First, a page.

In his inaugural address, President Barack Obama didn't shy from assessing the current economic situation.

"Today I say to you that the challenges we face are real. They are serious, and they are many. They will not be met easily or in a short span of time."

He also didn't waver in his commitment to facing those challenges. "But know this America, they will be met."

Obama expressed what the world's most successful people already know: During difficult times don't despair. Believe and act.

Successful organizations do the same thing. Research reveals the following seven actions which have helped companies succeed during past economic downturns.

Believe. Henry McGovern repeated the mantra "Everything is Possible" when, in the face of much naysaying, he opened the first Pizza Hut in Poland in 1993. Today his company, the $3 billion, 16,000-employee American Restaurants,  is the largest restaurant chain in Eastern Europe.

Choosing to believe is a conscious decision. Like McGovern, decide to carry a hopeful, upbeat disposition and believe that good prevails.

Belief, however, is not enough.

Develop a good plan, act on it. Companies with a written plan outperform those without one. A good plan depends on a core ideology to provide guidance and direction.

Andrew Benett's recent study in Brandweek, an advertising publication, revealed that 86 percent of consumers prefer companies with a core ideology that stands for more than profitability. More than 70 percent said businesses bear as much responsibility as governments for driving positive social change.

The first quarter is the best time to define your core and craft your strategic plan. Then execute it. Don't wait.

Serve your customers. Benett found that 80 percent of consumers want businesses to maintain a dialogue with them. James Campy's book, "Outsmart! How To Do What Your Competitors Can't," showed that of 1,000 companies with 15 percent to 5,000 percent growth, the most successful are open and transparent with customers and employees.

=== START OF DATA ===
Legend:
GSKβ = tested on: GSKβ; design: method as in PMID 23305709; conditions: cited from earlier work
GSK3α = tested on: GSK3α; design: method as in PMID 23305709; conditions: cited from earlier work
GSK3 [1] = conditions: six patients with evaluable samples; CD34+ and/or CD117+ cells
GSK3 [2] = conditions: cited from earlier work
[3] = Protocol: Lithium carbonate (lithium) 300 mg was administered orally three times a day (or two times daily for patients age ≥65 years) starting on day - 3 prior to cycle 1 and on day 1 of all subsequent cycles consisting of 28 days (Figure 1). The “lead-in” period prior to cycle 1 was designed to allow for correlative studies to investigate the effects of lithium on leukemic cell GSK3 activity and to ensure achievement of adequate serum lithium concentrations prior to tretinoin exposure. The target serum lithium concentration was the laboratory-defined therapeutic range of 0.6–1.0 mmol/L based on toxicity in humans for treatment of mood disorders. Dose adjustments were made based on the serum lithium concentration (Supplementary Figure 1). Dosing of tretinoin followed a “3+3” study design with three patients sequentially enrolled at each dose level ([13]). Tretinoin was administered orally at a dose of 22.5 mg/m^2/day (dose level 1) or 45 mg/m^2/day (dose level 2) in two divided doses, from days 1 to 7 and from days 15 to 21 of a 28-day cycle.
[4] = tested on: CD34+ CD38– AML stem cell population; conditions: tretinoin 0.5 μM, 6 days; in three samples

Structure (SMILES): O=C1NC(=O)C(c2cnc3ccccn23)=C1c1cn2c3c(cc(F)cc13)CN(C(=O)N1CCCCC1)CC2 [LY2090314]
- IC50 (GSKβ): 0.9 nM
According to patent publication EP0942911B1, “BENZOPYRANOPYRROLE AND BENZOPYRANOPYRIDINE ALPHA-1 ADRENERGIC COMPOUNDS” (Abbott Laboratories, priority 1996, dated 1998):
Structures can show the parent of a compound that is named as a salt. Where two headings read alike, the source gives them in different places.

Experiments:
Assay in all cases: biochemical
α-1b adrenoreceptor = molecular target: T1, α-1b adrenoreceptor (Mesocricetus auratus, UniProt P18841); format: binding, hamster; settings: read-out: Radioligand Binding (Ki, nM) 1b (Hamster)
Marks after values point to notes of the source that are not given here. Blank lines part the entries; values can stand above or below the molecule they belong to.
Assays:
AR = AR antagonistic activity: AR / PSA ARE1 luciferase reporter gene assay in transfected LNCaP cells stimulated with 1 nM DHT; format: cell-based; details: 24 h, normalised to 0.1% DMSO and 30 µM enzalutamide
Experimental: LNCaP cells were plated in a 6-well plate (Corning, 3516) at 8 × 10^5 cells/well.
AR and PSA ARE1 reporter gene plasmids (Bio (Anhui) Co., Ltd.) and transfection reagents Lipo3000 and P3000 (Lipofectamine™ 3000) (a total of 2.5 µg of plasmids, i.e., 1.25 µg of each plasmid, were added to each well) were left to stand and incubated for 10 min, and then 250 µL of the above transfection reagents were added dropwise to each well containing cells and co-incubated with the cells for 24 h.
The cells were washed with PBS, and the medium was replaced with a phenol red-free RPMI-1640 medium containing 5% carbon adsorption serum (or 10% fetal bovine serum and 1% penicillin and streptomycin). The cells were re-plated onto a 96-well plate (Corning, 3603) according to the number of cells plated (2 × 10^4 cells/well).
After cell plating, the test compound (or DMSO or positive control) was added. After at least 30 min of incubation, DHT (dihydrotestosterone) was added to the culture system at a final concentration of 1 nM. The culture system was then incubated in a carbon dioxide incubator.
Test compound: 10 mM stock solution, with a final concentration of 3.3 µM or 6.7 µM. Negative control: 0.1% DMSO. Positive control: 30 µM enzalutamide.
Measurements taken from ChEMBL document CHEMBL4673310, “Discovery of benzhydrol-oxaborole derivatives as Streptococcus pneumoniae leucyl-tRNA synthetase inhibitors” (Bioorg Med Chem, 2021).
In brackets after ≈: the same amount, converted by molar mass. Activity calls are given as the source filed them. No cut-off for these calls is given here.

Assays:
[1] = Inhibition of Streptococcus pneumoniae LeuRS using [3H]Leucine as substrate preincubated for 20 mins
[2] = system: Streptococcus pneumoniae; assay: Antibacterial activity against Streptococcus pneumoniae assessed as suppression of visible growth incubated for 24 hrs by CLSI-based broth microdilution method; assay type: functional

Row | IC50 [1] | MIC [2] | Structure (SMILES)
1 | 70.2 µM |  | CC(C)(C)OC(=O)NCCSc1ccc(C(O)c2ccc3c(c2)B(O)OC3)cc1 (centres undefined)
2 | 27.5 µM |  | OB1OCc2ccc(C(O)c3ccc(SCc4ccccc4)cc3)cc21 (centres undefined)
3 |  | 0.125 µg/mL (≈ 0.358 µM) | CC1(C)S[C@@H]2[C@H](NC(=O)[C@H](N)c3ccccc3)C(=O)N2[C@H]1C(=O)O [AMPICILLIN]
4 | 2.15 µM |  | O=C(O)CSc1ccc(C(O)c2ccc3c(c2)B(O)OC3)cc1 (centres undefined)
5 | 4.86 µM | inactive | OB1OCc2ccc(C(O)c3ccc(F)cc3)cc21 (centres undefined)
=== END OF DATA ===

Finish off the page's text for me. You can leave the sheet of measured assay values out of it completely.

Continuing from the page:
What are you doing to understand and retain your best customers? Remember, it is up to eight times more expensive to attract a new customer than to obtain more business from an existing one. Build customer delight and sales revenue through relationship programs that allow two-way communication.

Invest in marketing, advertising. When McGraw-Hill Research studied 600 companies between 1980 and 1985, it found that companies that continued or increased advertising dollars during the 1981-1982 recession had significantly higher sales growth during, and for three years after, the recession than companies that slowed or discontinued ad spending.

Conduct market research and develop a marketing plan to guide your efforts. Then implement free or low-budget guerrilla marketing. For example, use viral marketing through social networking.

Increase product, market coverage. Conduct a product audit to separate your cash cows from those that should be discontinued. Analyze the market and competition.

Reinvent your current product. Your firm already may have technology that can be deployed in new and different ways. Strategically expand your market coverage. Not all market segments are hurt as badly as others. Some actually grow while during a downturn.

Invest in your team. In the effort to improve business as the economy worsens, leaders can neglect their staff. Prevent rumors and good people leaving by improving relationships. Act with integrity and communicate. People are happier knowing the situation and can often help develop solutions. Even if you must let people go, act so your firm retains its reputation and people maintain their dignity.

Develop your sales strength. How effective is your sales force? Does your sales process consistently move leads to qualified prospects and onto closed accounts? Are your sales people up to snuff? Now is the time to assess, upgrade and train the trainable.

Proactive companies thrive in a recession. They believe and act. Many find they can't do it alone and turn to a consultant/coach to help navigate choppy water.

Theresa M. Szczurek is chief executive of Technology and Management Solutions LLC, a management consulting firm in Boulder, and author of "Pursuit of Passionate Purpose." Contact Szczurek at  800-505-8674.